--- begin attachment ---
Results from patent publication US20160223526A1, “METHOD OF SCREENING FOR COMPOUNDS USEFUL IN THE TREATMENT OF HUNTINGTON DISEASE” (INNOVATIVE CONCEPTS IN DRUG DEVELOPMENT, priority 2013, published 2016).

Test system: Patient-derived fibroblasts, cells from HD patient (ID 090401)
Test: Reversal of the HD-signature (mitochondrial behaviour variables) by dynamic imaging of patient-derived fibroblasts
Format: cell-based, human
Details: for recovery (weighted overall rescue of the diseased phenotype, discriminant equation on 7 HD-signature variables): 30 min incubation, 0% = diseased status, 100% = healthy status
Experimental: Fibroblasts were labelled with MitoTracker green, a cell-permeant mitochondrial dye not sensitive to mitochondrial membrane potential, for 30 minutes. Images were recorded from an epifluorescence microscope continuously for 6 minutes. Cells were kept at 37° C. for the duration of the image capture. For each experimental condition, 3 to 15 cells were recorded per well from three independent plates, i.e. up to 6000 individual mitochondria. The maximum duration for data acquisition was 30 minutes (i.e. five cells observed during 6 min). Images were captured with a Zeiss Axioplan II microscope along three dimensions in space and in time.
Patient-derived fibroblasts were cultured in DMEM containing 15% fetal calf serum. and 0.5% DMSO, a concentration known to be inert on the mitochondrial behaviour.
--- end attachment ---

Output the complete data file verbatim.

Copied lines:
Results from patent publication US20160223526A1, “METHOD OF SCREENING FOR COMPOUNDS USEFUL IN THE TREATMENT OF HUNTINGTON DISEASE” (INNOVATIVE CONCEPTS IN DRUG DEVELOPMENT, priority 2013, published 2016).

Test system: Patient-derived fibroblasts, cells from HD patient (ID 090401)
Test: Reversal of the HD-signature (mitochondrial behaviour variables) by dynamic imaging of patient-derived fibroblasts
Format: cell-based, human
Details: for recovery (weighted overall rescue of the diseased phenotype, discriminant equation on 7 HD-signature variables): 30 min incubation, 0% = diseased status, 100% = healthy status
Experimental: Fibroblasts were labelled with MitoTracker green, a cell-permeant mitochondrial dye not sensitive to mitochondrial membrane potential, for 30 minutes. Images were recorded from an epifluorescence microscope continuously for 6 minutes. Cells were kept at 37° C. for the duration of the image capture. For each experimental condition, 3 to 15 cells were recorded per well from three independent plates, i.e. up to 6000 individual mitochondria. The maximum duration for data acquisition was 30 minutes (i.e. five cells observed during 6 min). Images were captured with a Zeiss Axioplan II microscope along three dimensions in space and in time.
Patient-derived fibroblasts were cultured in DMEM containing 15% fetal calf serum. and 0.5% DMSO, a concentration known to be inert on the mitochondrial behaviour.